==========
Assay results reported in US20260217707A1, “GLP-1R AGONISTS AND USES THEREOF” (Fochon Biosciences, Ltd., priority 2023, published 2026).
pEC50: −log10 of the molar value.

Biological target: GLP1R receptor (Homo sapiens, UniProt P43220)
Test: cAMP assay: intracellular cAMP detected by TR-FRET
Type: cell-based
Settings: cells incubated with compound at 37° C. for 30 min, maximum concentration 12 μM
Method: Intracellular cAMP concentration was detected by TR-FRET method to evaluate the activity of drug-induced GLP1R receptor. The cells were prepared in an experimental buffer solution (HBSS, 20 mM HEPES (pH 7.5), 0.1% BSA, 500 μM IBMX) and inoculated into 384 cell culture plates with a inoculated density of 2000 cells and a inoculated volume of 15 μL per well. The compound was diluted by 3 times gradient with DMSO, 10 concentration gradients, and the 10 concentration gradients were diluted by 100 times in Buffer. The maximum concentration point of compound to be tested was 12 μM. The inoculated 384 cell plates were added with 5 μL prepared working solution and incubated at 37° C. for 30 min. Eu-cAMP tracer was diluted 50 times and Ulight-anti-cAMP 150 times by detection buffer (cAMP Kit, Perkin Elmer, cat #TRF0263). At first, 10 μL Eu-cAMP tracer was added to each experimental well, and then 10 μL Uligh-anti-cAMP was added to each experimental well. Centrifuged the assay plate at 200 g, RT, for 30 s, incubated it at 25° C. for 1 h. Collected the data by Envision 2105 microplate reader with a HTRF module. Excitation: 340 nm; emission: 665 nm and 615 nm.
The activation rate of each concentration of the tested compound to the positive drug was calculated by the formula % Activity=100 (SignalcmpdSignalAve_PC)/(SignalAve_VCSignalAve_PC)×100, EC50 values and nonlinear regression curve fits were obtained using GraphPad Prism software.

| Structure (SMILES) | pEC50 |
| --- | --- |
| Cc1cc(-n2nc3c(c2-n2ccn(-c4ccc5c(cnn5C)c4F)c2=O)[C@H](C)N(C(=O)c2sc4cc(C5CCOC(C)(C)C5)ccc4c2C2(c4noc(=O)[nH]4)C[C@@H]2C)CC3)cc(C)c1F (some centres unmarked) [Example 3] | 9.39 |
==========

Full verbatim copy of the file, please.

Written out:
Assay results reported in US20260217707A1, “GLP-1R AGONISTS AND USES THEREOF” (Fochon Biosciences, Ltd., priority 2023, published 2026).
pEC50: −log10 of the molar value.

Biological target: GLP1R receptor (Homo sapiens, UniProt P43220)
Test: cAMP assay: intracellular cAMP detected by TR-FRET
Type: cell-based
Settings: cells incubated with compound at 37° C. for 30 min, maximum concentration 12 μM
Method: Intracellular cAMP concentration was detected by TR-FRET method to evaluate the activity of drug-induced GLP1R receptor. The cells were prepared in an experimental buffer solution (HBSS, 20 mM HEPES (pH 7.5), 0.1% BSA, 500 μM IBMX) and inoculated into 384 cell culture plates with a inoculated density of 2000 cells and a inoculated volume of 15 μL per well. The compound was diluted by 3 times gradient with DMSO, 10 concentration gradients, and the 10 concentration gradients were diluted by 100 times in Buffer. The maximum concentration point of compound to be tested was 12 μM. The inoculated 384 cell plates were added with 5 μL prepared working solution and incubated at 37° C. for 30 min. Eu-cAMP tracer was diluted 50 times and Ulight-anti-cAMP 150 times by detection buffer (cAMP Kit, Perkin Elmer, cat #TRF0263). At first, 10 μL Eu-cAMP tracer was added to each experimental well, and then 10 μL Uligh-anti-cAMP was added to each experimental well. Centrifuged the assay plate at 200 g, RT, for 30 s, incubated it at 25° C. for 1 h. Collected the data by Envision 2105 microplate reader with a HTRF module. Excitation: 340 nm; emission: 665 nm and 615 nm.
The activation rate of each concentration of the tested compound to the positive drug was calculated by the formula % Activity=100 (SignalcmpdSignalAve_PC)/(SignalAve_VCSignalAve_PC)×100, EC50 values and nonlinear regression curve fits were obtained using GraphPad Prism software.

| Structure (SMILES) | pEC50 |
| --- | --- |
| Cc1cc(-n2nc3c(c2-n2ccn(-c4ccc5c(cnn5C)c4F)c2=O)[C@H](C)N(C(=O)c2sc4cc(C5CCOC(C)(C)C5)ccc4c2C2(c4noc(=O)[nH]4)C[C@@H]2C)CC3)cc(C)c1F (some centres unmarked) [Example 3] | 9.39 |